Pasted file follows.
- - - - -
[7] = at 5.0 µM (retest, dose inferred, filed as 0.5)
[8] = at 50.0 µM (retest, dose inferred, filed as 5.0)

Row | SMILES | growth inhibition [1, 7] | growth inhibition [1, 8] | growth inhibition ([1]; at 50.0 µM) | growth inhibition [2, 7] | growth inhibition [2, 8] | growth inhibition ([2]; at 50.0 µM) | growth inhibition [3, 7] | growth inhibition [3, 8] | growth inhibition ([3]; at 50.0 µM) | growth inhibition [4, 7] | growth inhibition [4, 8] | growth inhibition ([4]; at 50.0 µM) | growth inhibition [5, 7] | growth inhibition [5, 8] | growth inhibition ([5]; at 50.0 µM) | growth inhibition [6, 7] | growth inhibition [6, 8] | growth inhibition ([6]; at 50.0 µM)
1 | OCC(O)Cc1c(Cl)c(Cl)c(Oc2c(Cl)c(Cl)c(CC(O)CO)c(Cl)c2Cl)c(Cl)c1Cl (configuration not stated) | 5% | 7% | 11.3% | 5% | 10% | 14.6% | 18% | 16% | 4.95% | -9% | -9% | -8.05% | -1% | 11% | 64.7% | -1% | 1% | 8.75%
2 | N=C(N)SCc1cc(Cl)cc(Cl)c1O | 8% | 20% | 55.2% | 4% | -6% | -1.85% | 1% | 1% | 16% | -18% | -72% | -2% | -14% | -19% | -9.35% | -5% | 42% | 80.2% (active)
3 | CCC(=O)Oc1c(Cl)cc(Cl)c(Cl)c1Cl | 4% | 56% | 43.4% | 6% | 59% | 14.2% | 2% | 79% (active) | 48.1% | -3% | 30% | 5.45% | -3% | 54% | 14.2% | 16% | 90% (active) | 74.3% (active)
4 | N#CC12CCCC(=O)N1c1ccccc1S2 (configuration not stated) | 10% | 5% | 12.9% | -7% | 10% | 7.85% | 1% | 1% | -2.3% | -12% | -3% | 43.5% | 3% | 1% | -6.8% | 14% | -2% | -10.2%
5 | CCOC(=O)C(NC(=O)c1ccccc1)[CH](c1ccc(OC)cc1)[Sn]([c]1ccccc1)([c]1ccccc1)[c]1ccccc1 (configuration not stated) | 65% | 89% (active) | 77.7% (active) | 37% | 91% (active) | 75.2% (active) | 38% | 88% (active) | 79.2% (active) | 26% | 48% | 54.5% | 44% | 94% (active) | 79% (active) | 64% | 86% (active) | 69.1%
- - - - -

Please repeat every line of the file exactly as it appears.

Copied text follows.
[7] = at 5.0 µM (retest, dose inferred, filed as 0.5)
[8] = at 50.0 µM (retest, dose inferred, filed as 5.0)

Row | SMILES | growth inhibition [1, 7] | growth inhibition [1, 8] | growth inhibition ([1]; at 50.0 µM) | growth inhibition [2, 7] | growth inhibition [2, 8] | growth inhibition ([2]; at 50.0 µM) | growth inhibition [3, 7] | growth inhibition [3, 8] | growth inhibition ([3]; at 50.0 µM) | growth inhibition [4, 7] | growth inhibition [4, 8] | growth inhibition ([4]; at 50.0 µM) | growth inhibition [5, 7] | growth inhibition [5, 8] | growth inhibition ([5]; at 50.0 µM) | growth inhibition [6, 7] | growth inhibition [6, 8] | growth inhibition ([6]; at 50.0 µM)
1 | OCC(O)Cc1c(Cl)c(Cl)c(Oc2c(Cl)c(Cl)c(CC(O)CO)c(Cl)c2Cl)c(Cl)c1Cl (configuration not stated) | 5% | 7% | 11.3% | 5% | 10% | 14.6% | 18% | 16% | 4.95% | -9% | -9% | -8.05% | -1% | 11% | 64.7% | -1% | 1% | 8.75%
2 | N=C(N)SCc1cc(Cl)cc(Cl)c1O | 8% | 20% | 55.2% | 4% | -6% | -1.85% | 1% | 1% | 16% | -18% | -72% | -2% | -14% | -19% | -9.35% | -5% | 42% | 80.2% (active)
3 | CCC(=O)Oc1c(Cl)cc(Cl)c(Cl)c1Cl | 4% | 56% | 43.4% | 6% | 59% | 14.2% | 2% | 79% (active) | 48.1% | -3% | 30% | 5.45% | -3% | 54% | 14.2% | 16% | 90% (active) | 74.3% (active)
4 | N#CC12CCCC(=O)N1c1ccccc1S2 (configuration not stated) | 10% | 5% | 12.9% | -7% | 10% | 7.85% | 1% | 1% | -2.3% | -12% | -3% | 43.5% | 3% | 1% | -6.8% | 14% | -2% | -10.2%
5 | CCOC(=O)C(NC(=O)c1ccccc1)[CH](c1ccc(OC)cc1)[Sn]([c]1ccccc1)([c]1ccccc1)[c]1ccccc1 (configuration not stated) | 65% | 89% (active) | 77.7% (active) | 37% | 91% (active) | 75.2% (active) | 38% | 88% (active) | 79.2% (active) | 26% | 48% | 54.5% | 44% | 94% (active) | 79% (active) | 64% | 86% (active) | 69.1%